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Lateral view of a Female Hexagenia limbata (Ephemeridae) (Hex) Mayfly Dun from the Namekagon River in Wisconsin
Hex Mayflies
Hexagenia limbata

The famous nocturnal Hex hatch of the Midwest (and a few other lucky locations) stirs to the surface mythically large brown trout that only touch streamers for the rest of the year.

Dorsal view of a Holocentropus (Polycentropodidae) Caddisfly Larva from the Yakima River in Washington
This one seems to tentatively key to Holocentropus, although I can't make out the anal spines in Couplet 7 of the Key to Genera of Polycentropodidae Larvae nor the dark bands in Couplet 4 of the Key to Genera of Polycentropodidae Larvae, making me wonder if I went wrong somewhere in keying it out. I don't see where that could have happened, though. It might also be that it's a very immature larva and doesn't possess all the identifying characteristics in the key yet. If Holocentropus is correct, then Holocentropus flavus and Holocentropus interruptus are the two likely possibilities based on range, but I was not able to find a description of their larvae.
27" brown trout, my largest ever. It was the sub-dominant fish in its pool. After this, I hooked the bigger one, but I couldn't land it.
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This topic is about the Hellgrammite Genus Corydalus

The largest and most well-known hellgrammites belong to this genus, although in my collecting experiences the fishflies of Nigronia seem to be more common in trout streams.

Example specimen

Yemoss
Posts: 1
Yemoss on May 29, 2007May 29th, 2007, 6:02 pm EDT
Far from a fly-fisherman, I still wanted to identify a menacing- looking insect which invaded our late-night campfire council this past Memorial Day Weekend in Millford, PA on the Delaware River (cr 206 n). We stayed at Kittatiny Canoe Campgrounds, very commercial, but made the best of it. The amount of these bugs crawling around at night, lured by our glowing fire, was incredible. Today I identified them as Hellgramites, and also learned that they are prized by bass and trout. Didn't even think to bring a pole with the short weekend - we went rafting instead. Still wanted to inform fellow fisherman of the abundance and location of this critter. Important to note that our sites bordered the river - one website I read indicated that Hellgramites won't go more than 50 yards inland from their water source; I'm not sure if that's common to most aquatic species but I'd imagine so.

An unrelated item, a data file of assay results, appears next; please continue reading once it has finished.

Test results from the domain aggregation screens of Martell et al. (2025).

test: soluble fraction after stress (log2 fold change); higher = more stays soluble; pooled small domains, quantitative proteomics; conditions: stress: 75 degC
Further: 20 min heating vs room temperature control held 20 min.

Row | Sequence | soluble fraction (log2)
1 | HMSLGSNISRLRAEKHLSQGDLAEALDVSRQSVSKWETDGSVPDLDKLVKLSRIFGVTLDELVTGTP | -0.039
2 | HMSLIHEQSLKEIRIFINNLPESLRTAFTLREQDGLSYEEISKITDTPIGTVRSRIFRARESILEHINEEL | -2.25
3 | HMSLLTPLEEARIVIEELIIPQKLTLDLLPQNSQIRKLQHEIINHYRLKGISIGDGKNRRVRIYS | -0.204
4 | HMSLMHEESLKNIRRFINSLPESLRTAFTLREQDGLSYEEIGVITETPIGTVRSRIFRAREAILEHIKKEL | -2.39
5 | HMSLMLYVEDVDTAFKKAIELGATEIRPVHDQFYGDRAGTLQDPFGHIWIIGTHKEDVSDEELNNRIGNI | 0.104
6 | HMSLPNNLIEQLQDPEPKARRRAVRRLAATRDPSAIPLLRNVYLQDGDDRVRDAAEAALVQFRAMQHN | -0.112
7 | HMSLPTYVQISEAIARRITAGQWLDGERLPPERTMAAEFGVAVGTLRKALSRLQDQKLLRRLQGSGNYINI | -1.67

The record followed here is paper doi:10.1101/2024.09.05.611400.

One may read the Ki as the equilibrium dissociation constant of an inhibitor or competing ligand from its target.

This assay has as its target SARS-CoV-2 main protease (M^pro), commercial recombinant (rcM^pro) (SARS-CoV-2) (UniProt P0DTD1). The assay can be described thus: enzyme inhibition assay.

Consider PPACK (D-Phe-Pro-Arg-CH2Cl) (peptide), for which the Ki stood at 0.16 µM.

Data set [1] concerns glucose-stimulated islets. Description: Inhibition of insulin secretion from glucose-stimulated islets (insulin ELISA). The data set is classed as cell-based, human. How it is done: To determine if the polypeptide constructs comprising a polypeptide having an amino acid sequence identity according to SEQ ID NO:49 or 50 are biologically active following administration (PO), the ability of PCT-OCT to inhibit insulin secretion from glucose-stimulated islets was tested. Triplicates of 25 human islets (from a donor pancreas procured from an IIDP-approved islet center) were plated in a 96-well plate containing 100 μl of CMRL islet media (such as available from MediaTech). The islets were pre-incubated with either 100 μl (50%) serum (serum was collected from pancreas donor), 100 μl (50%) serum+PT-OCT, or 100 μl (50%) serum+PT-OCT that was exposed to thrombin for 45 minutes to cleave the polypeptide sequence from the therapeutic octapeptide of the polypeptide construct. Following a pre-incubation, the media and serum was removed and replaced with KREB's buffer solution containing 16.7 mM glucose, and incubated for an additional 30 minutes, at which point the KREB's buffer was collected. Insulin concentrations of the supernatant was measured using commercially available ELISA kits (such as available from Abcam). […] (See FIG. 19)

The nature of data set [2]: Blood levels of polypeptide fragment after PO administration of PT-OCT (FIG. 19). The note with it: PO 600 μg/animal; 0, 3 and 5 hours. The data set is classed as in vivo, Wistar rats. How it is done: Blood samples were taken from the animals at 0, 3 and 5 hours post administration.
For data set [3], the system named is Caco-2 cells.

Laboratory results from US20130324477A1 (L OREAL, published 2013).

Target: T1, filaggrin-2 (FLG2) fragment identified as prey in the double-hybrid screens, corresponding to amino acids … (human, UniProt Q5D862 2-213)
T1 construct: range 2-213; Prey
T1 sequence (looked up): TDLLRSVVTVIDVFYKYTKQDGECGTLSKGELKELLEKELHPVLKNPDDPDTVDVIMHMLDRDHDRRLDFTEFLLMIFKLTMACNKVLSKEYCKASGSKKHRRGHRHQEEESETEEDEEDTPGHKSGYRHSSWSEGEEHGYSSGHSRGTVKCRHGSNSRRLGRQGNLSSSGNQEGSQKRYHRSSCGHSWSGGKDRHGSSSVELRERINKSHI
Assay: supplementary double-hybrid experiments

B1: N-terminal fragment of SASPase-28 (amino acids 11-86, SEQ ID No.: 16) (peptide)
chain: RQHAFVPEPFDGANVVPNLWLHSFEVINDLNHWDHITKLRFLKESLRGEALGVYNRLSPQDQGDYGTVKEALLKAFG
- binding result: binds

Wbranch
Wbranch's profile picture
York & Starlight PA

Posts: 2635
Wbranch on Jul 22, 2007July 22nd, 2007, 4:04 am EDT
I think the adult, winged insect, is called a Dobson Fly. They seem attracted to light and fly around in the night and can scare the heck out of you as they have big wings and pincers.
Catskill fly fisher for fifty-five years.
GONZO
Site Editor
"Bear Swamp," PA

Posts: 1681
GONZO on Jul 22, 2007July 22nd, 2007, 4:21 am EDT
...one website I read said that Hellgrammites won't go more than 50 yards inland from their water source....

Yemoss, that may have been referring to the travels of the Dobsonfly larvae (hellgrammites); they pupate terrestrially. Many adult aquatic insects are attracted to lights, often quite some distance from stream or lake.

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